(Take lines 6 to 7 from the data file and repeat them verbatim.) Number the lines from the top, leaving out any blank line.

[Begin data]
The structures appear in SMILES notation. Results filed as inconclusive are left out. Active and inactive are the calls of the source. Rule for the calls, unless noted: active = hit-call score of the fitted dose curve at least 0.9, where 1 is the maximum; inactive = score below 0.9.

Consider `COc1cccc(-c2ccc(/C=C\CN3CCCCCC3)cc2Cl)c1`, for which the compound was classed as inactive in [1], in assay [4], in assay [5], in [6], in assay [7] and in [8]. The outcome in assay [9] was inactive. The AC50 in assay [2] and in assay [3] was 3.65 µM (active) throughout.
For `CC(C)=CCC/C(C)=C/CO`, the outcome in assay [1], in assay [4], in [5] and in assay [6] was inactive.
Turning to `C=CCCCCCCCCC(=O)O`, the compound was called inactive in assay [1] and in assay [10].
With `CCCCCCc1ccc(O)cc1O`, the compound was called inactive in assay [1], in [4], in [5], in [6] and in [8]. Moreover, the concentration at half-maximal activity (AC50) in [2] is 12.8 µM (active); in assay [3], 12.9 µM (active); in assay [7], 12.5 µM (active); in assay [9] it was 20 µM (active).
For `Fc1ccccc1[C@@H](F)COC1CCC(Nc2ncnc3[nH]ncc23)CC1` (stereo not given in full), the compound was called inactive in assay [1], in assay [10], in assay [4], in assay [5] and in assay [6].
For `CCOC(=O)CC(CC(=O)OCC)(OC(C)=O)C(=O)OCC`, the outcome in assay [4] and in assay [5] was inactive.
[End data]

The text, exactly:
For `Fc1ccccc1[C@@H](F)COC1CCC(Nc2ncnc3[nH]ncc23)CC1` (stereo not given in full), the compound was called inactive in assay [1], in assay [10], in assay [4], in assay [5] and in assay [6].
For `CCOC(=O)CC(CC(=O)OCC)(OC(C)=O)C(=O)OCC`, the outcome in assay [4] and in assay [5] was inactive.